leader of the Corn Pops, who had trailed in behind Willoughby
with her fellow Pops at her heels. On-the-chubby-side B.J.
Schneider nearly plowed into the back of Julia as she glared at
Willoughby.
Cheerleader envy, Sophie thought. The Corn Pops were still
mad that they had been kicked off the seventh-grade cheerleading squad while Willoughby, a former Corn Pop herself, was now captain. But they don’t dare do anything about
it or they’re toast, Sophie added to herself. They’d gotten into
enough trouble for harassing the Flakes to last them until
graduation.
Which was probably why, Sophie decided, Julia gave Darbie
an icy smile as Darbie said, “Oh, sorry,” and stepped away
from Julia’s locker. Pale, thin Corn Pop Anne-Stuart sniffed
at Darbie as she moved, but, then, Anne-Stuart was always
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sniffing. Sophie had never known her not to be in dire need of
a box of tissues.
“You’re not supposed to touch other people’s lockers,”
Cassie said to Darbie. She tossed her very long, almost-tooblonde hair as if she were adding punctuation. Cassie was the
newest of the Corn Pops. It seemed to Sophie that she was
always trying to prove herself, especially to Julia.
Willoughby turned her back on them completely and
widened her eyes at the Flakes. “What about parents?” she
said. “You all looked bummed.”
Darbie groaned and Maggie filled her in, with Fiona adding details. Sophie listened while she fought with her locker
door, which was now jammed half open and half closed.
“You know what?” Willoughby said. “Maybe it’s because
I just have a dad and not a mom, but I have way a lot of freedom. Y’all can escape to my house anytime.”
The bell rang. “How about now?” Fiona said. “I don’t really
want to go see that lame gang movie.” She gave Sophie a sympathetic — or maybe empathetic — look.
“You better come on,” Maggie said to Sophie as they all
hurried toward the hall.
“You all go ahead,” Sophie said. “I have to get this thing
open so I can close it.”
“That makes total sense,” Julia muttered as she and the
Corn Pops sailed away.
“Makes sense to us,” Fiona said. Although there wasn’t time
for the official Corn Flake pinky promise shake, she held up her
little finger and wiggled it, and the rest of the girls did the same.
I would LOVE to escape to Willoughby’s, like, tonight! Sophie
thought as she put one foot up on the locker below hers to
brace herself for one more tug. But then she felt a pang of guilt.
I want to escape from my own house?
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She pulled on the locker with both hands, but her fingers
slipped off and she dropped to her seat on the floor. At the end
of the row of lockers, feet rushed past, and she was sure she
heard Colton Messik say, “Oops, Soapy, you fell. Too bad.”
He was one of the absurd little creep boys the Corn Flakes
had named the Fruit Loops. At least there were only two of
them now, since Eddie Wornom was no longer around.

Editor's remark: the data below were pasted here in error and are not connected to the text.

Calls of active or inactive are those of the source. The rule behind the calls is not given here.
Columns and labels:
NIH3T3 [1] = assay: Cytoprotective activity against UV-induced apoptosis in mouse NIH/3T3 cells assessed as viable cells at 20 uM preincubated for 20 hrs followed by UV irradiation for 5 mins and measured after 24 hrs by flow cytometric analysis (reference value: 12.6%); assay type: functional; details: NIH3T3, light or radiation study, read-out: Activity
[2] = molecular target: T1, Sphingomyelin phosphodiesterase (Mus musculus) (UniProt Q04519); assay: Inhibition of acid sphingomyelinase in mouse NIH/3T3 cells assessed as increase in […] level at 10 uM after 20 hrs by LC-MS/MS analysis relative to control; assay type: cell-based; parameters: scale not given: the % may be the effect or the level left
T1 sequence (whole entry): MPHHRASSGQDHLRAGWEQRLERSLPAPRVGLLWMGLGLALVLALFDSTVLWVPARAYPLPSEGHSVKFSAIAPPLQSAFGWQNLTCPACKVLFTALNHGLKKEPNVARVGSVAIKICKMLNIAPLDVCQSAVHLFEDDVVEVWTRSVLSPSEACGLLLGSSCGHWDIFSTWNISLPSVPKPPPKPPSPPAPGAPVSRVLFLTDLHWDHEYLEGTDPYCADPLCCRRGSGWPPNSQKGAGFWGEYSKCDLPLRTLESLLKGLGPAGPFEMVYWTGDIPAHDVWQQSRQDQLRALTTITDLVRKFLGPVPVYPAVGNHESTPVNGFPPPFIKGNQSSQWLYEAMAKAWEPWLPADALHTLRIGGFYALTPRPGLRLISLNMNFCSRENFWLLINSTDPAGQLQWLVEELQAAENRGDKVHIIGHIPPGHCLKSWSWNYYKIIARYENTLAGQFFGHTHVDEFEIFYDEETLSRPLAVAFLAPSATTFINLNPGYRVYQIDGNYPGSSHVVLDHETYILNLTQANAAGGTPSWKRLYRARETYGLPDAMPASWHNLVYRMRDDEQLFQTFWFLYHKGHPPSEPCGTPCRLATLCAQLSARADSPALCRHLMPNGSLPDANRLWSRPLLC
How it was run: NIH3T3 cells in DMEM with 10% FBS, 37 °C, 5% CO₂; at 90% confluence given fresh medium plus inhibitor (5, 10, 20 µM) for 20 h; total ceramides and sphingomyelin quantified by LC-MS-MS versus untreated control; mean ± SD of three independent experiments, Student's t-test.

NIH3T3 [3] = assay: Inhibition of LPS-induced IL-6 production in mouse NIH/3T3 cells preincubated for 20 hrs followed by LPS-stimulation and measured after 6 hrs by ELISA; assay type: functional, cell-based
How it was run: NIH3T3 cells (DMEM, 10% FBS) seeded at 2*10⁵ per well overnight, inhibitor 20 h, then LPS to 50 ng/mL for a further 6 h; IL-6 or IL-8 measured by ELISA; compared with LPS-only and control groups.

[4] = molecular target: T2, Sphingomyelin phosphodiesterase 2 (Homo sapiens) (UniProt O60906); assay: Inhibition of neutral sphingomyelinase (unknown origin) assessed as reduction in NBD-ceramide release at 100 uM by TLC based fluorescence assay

Two too many, Sophie thought as she got to her feet and
readjusted her glasses. I need to escape from them too.
Actually, she thought, as she gave up on getting the locker
open and shoved at it with her backpack to get it closed, she
didn’t really need to go to Willoughby’s or anywhere else to shut
it all out. Escape was never more than a dream character away.
And do I need one now or what? Sophie thought. Hello!
She stopped pushing and headed for the hall. Somebody
who could protect the right of kids to grow up — that’s what
she saw taking shape in her dream-mind. Maybe the leader of
a good gang.
What could her name be? Goodie?
Nah, too sappy.
My name will be revealed on a need-to-know basis, thought the
tough little woman with the smooth muscles that made her T-shirt
sleeves curve outward. I don’t tell it to just any punk who shoves
me in a crowd, she told herself as she dodged passing elbows like a
championship boxer. They can see that I can’t be pushed around.
But though she was tough, she didn’t swagger. It was sheer
confidence that drove her straight into the thick of the danger on
the street —
“Sophie LaCroix — do you want to tell me what you’re
doing down here?”
Sophie blinked and found herself standing in the middle of
an eighth-grade hall.
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Sophie Loves Jimmy

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One

C

ynthia Cyber, Internet Investigator, leaned toward the computer
screen, eyes nearly popping from her head. Could it be that
a kid would actually be enough of a bully to print something like
THAT for all the middle-school world to see? Impossible — and
yet, there it was, a sentence that was already showing its ugly
self on computers in bedrooms all over Poquoson, Virginia, and
maybe even beyond. It was a sentence that could ravage the social
life of its seventh-grade victim before she even checked her email.
“I cannot allow it!” Cynthia Cyber, Internet Investigator, cried.
She lunged for the keyboard, fingers already flying —
“It’s a seven-passenger van, Little Bit,” said a voice from the
driver’s seat. “You don’t have to sit in Jimmy’s lap.”
Sophie LaCroix jolted back from Sophie-world at several
megahertz per second — or something like that. She found
herself staring right into Jimmy Wythe’s swimming-pool-blue
eyes. She had no choice. She really was in his lap.
A round, red spot had formed at the top of each of Jimmy’s
cheekbones. Sophie was sure her entire face was that color.
“Do you want to sit on this side?” Jimmy said as Sophie